NSW taxpayers are subsidising a Japanese woodchip mill on the South Coast to the tune of $3.5 million a year because the State Government is selling native timber to the mill too cheaply, industry experts say.
At a time when there are fears native forest logging is fuelling climate change, the Government is selling native timber from South Coast forests for between $6.90 and $16 a tonne to an Eden woodchip mill owned by Japan’s South East Fibre Exports.
The Government says the operations "pay their own way" but environmentalists and forestry analysts believe it is under pressure from unions and Forests NSW to maintain industry jobs.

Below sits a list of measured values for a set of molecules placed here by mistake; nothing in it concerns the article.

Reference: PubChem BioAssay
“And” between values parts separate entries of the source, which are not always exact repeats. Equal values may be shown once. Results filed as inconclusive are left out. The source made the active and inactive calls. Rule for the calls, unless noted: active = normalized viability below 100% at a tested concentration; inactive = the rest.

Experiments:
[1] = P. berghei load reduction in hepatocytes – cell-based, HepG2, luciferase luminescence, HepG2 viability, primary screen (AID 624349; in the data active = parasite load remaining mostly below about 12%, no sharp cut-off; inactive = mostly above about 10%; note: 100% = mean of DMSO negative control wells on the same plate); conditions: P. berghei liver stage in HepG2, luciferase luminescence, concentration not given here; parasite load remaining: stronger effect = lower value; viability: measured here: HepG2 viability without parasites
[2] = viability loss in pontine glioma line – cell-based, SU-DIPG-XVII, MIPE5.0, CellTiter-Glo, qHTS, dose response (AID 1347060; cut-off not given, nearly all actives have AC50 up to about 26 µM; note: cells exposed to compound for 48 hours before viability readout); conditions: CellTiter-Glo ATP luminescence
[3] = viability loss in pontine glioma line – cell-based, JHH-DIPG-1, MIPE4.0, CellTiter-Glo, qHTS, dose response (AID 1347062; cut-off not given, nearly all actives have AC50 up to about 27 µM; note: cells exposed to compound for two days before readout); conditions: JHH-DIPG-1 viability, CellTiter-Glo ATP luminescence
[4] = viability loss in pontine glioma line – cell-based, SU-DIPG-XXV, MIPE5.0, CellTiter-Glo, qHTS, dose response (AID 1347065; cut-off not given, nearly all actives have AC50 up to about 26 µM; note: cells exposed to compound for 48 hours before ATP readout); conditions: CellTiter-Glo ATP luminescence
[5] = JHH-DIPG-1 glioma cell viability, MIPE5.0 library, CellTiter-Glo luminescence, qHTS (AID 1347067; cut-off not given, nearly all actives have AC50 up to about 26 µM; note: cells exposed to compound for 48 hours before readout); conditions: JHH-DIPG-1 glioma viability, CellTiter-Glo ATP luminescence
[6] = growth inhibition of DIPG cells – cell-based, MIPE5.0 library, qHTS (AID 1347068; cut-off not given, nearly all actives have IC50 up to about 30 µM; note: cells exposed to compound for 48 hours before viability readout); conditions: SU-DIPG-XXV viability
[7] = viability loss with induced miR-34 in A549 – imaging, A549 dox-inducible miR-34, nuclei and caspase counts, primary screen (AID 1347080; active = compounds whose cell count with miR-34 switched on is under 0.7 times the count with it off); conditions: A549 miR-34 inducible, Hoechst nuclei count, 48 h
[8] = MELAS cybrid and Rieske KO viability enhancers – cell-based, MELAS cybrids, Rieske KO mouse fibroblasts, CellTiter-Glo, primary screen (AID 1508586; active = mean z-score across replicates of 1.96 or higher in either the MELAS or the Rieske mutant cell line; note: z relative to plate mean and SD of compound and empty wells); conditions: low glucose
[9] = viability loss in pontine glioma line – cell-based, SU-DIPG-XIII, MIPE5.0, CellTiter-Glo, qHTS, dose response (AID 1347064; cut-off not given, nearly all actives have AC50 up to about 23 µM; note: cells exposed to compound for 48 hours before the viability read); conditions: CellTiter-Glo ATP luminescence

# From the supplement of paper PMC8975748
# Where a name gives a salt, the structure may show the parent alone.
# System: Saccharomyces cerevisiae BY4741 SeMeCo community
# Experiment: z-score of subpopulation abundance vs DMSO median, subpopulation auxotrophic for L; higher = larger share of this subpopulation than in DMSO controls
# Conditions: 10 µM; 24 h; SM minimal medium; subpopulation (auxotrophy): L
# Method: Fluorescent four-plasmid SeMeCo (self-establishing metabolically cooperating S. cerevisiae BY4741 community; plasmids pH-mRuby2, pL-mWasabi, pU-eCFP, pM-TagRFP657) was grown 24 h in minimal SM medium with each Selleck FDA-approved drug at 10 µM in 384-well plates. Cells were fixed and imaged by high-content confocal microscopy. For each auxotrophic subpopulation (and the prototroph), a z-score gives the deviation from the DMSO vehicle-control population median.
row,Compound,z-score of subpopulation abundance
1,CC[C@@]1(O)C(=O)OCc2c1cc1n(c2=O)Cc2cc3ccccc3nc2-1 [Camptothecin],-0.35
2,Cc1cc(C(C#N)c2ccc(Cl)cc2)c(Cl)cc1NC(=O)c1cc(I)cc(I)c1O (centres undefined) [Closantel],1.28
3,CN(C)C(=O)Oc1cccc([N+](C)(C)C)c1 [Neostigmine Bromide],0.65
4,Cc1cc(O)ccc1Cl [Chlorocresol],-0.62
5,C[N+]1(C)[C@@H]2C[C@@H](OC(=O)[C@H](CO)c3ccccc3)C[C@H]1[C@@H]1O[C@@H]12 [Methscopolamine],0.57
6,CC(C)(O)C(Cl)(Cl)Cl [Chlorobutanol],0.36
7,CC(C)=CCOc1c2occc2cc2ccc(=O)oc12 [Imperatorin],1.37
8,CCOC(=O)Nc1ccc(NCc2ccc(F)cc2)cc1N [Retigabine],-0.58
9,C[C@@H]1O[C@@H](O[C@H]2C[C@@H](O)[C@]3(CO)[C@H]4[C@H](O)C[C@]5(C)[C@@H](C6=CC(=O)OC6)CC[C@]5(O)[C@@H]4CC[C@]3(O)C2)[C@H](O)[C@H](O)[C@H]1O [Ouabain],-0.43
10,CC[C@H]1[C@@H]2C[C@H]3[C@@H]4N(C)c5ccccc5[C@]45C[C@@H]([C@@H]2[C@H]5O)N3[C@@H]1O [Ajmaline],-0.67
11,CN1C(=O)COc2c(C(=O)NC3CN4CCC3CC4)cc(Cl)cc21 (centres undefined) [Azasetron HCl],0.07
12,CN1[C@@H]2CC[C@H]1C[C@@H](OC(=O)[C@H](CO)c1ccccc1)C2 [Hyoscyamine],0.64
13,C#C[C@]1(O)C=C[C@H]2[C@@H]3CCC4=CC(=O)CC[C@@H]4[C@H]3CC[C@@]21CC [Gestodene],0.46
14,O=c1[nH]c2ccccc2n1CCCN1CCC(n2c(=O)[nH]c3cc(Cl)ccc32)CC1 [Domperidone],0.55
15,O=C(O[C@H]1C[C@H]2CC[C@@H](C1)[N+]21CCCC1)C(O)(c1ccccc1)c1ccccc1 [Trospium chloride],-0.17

"It is actually costing the Government money to run this operation … but the CFMEU gives a lot of money to the Labor Party," said an anti-logging campaigner, Harriet Swift. "The bureaucracy of Forests NSW is very good at looking after itself, too."
The native timber prices for the 2003-04 year were so low they did not cover Forests NSW’s own costs, leading to windfall profits for the mill, said a forestry analyst, Terry Digwood. The figures were revealed following a freedom of information application to Forests NSW.
The Government made a loss of $3.5 million in 2005-06 supplying native pulp logs to the mill, analysis done by Mr Digwood showed.